The 12 Tunes of Christmas – Day 9


Only David Bazan could turn a joyful holiday favorite into an existential crisis. Sound doctrine, fond memories of family traditions and questioning one’s faith over a stiff drink. Yup, at various points in my life I can relate to it all!

David Bazan – God Rest Ye Merry, Gentlemen


6 thoughts on “The 12 Tunes of Christmas – Day 9

  1. brilliant. His (apparent) spiritual demise is one of the great musical disappointments of my life, but this song is him at his gut-wrenching, miserable best.

  2. His (apparent) spiritual demise is one of the great musical disappointments of my life …

    I meant to reply to this when it was first posted, but forgot. And now I’m sure this comment will be lost in the shuffle. (It came to mind as I was listening to Bazan in my car today.)

    I can’t help but wonder if too much is being made of David Bazan’s “spiritual demise.” You’re not the first person I’ve heard express their dissapointment.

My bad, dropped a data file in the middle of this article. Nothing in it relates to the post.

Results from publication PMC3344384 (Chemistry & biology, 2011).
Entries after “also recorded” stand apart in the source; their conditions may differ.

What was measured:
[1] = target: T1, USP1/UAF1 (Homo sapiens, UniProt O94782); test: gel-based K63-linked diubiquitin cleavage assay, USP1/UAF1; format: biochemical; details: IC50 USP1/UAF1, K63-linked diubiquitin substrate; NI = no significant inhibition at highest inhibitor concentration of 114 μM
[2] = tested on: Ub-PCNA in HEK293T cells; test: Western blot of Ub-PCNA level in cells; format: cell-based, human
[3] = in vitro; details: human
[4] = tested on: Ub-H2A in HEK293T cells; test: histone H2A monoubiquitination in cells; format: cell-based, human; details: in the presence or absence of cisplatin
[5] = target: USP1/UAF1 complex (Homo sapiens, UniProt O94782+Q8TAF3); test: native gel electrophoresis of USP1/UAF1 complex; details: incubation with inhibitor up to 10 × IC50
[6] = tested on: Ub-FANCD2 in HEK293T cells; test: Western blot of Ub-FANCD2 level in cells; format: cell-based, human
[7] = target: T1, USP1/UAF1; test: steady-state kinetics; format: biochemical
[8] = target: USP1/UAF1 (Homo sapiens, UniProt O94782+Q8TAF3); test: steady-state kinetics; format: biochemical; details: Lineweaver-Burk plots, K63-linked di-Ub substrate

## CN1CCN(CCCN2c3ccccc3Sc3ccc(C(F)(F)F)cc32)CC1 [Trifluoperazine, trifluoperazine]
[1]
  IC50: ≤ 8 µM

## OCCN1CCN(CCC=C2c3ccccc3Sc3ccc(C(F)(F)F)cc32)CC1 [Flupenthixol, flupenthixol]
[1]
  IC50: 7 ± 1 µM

I try to remember that he’s an artist, and a particularly (brutally) honest one at that. If he’s going through a drought, I would expect his music to reflect those feelings of abandonment, doubt, self-loathing, etc. I’ve also heard that he’s been saying at shows that he is unsure about his faith, like he’s lost sight of God or something. He’s obviously going through some stuff.

    “Fire will test the quality of each man’s work.”

    That’s why I see a silver lining. Despite all his doubts, feelings of separation, etc. he said at a recent show that most of his songs were about God, and he was getting sick of that, “but what are you going to do?” I take that to mean, “It’s still here, a part of me that I’m having to deal with and work through.”

    Sound like his namesake much?

    When we look at many of David’s psalms we see a man broken, questioning, doubting, feelling abandoned. It’s only because we have the benefit of being able to see David’s complete body of work that we don’t read those things and feel like we need to have an intervention.

    If God ever began a “good work” in David Bazan’s life, he will “carry it on to completion.”

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